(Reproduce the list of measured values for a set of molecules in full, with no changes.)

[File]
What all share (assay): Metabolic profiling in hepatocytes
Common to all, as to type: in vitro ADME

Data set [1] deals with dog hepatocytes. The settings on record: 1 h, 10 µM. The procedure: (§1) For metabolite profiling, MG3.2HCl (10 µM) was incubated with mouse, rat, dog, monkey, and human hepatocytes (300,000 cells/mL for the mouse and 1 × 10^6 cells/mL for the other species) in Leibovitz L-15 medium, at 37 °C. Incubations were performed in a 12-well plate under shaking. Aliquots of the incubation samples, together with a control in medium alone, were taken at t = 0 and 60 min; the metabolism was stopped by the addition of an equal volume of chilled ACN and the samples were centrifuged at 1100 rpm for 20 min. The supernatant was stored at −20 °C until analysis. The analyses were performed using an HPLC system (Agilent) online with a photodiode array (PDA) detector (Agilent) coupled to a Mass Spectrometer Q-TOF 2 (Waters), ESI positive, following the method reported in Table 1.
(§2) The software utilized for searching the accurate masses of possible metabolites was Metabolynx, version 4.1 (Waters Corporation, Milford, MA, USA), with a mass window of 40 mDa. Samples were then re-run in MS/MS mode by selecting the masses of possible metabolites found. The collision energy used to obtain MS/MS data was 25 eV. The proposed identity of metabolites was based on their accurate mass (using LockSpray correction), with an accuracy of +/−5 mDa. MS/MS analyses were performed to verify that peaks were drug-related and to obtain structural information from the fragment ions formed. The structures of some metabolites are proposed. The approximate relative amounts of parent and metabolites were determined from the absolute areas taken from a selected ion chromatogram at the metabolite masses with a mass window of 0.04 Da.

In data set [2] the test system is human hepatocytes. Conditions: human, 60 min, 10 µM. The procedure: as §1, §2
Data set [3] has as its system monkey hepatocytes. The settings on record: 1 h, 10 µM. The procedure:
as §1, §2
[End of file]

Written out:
What all share (assay): Metabolic profiling in hepatocytes
Common to all, as to type: in vitro ADME

Data set [1] deals with dog hepatocytes. The settings on record: 1 h, 10 µM. The procedure: (§1) For metabolite profiling, MG3.2HCl (10 µM) was incubated with mouse, rat, dog, monkey, and human hepatocytes (300,000 cells/mL for the mouse and 1 × 10^6 cells/mL for the other species) in Leibovitz L-15 medium, at 37 °C. Incubations were performed in a 12-well plate under shaking. Aliquots of the incubation samples, together with a control in medium alone, were taken at t = 0 and 60 min; the metabolism was stopped by the addition of an equal volume of chilled ACN and the samples were centrifuged at 1100 rpm for 20 min. The supernatant was stored at −20 °C until analysis. The analyses were performed using an HPLC system (Agilent) online with a photodiode array (PDA) detector (Agilent) coupled to a Mass Spectrometer Q-TOF 2 (Waters), ESI positive, following the method reported in Table 1.
(§2) The software utilized for searching the accurate masses of possible metabolites was Metabolynx, version 4.1 (Waters Corporation, Milford, MA, USA), with a mass window of 40 mDa. Samples were then re-run in MS/MS mode by selecting the masses of possible metabolites found. The collision energy used to obtain MS/MS data was 25 eV. The proposed identity of metabolites was based on their accurate mass (using LockSpray correction), with an accuracy of +/−5 mDa. MS/MS analyses were performed to verify that peaks were drug-related and to obtain structural information from the fragment ions formed. The structures of some metabolites are proposed. The approximate relative amounts of parent and metabolites were determined from the absolute areas taken from a selected ion chromatogram at the metabolite masses with a mass window of 0.04 Da.

In data set [2] the test system is human hepatocytes. Conditions: human, 60 min, 10 µM. The procedure: as §1, §2
Data set [3] has as its system monkey hepatocytes. The settings on record: 1 h, 10 µM. The procedure:
as §1, §2